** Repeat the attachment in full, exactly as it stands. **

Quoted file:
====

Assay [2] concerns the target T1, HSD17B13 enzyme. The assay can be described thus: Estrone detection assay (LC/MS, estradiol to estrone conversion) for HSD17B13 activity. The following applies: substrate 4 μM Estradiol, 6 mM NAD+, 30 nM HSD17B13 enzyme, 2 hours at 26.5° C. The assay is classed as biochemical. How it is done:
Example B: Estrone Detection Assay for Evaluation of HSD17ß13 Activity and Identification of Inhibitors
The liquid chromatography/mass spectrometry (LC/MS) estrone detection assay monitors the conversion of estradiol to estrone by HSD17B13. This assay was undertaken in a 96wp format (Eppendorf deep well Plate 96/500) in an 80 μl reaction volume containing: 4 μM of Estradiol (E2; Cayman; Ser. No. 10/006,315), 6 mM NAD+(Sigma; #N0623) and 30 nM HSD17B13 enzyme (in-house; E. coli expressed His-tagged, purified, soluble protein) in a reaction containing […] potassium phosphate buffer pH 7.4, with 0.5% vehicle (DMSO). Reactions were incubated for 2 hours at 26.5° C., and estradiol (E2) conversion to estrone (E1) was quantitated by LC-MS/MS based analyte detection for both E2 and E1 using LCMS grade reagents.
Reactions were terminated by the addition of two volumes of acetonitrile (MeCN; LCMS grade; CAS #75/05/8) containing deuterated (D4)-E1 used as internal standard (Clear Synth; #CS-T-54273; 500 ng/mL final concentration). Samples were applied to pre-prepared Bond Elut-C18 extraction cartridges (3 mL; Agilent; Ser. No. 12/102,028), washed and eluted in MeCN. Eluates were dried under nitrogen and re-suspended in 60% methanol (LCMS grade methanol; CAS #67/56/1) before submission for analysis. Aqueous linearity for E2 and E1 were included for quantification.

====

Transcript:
Assay [2] concerns the target T1, HSD17B13 enzyme. The assay can be described thus: Estrone detection assay (LC/MS, estradiol to estrone conversion) for HSD17B13 activity. The following applies: substrate 4 μM Estradiol, 6 mM NAD+, 30 nM HSD17B13 enzyme, 2 hours at 26.5° C. The assay is classed as biochemical. How it is done:
Example B: Estrone Detection Assay for Evaluation of HSD17ß13 Activity and Identification of Inhibitors
The liquid chromatography/mass spectrometry (LC/MS) estrone detection assay monitors the conversion of estradiol to estrone by HSD17B13. This assay was undertaken in a 96wp format (Eppendorf deep well Plate 96/500) in an 80 μl reaction volume containing: 4 μM of Estradiol (E2; Cayman; Ser. No. 10/006,315), 6 mM NAD+(Sigma; #N0623) and 30 nM HSD17B13 enzyme (in-house; E. coli expressed His-tagged, purified, soluble protein) in a reaction containing […] potassium phosphate buffer pH 7.4, with 0.5% vehicle (DMSO). Reactions were incubated for 2 hours at 26.5° C., and estradiol (E2) conversion to estrone (E1) was quantitated by LC-MS/MS based analyte detection for both E2 and E1 using LCMS grade reagents.
Reactions were terminated by the addition of two volumes of acetonitrile (MeCN; LCMS grade; CAS #75/05/8) containing deuterated (D4)-E1 used as internal standard (Clear Synth; #CS-T-54273; 500 ng/mL final concentration). Samples were applied to pre-prepared Bond Elut-C18 extraction cartridges (3 mL; Agilent; Ser. No. 12/102,028), washed and eluted in MeCN. Eluates were dried under nitrogen and re-suspended in 60% methanol (LCMS grade methanol; CAS #67/56/1) before submission for analysis. Aqueous linearity for E2 and E1 were included for quantification.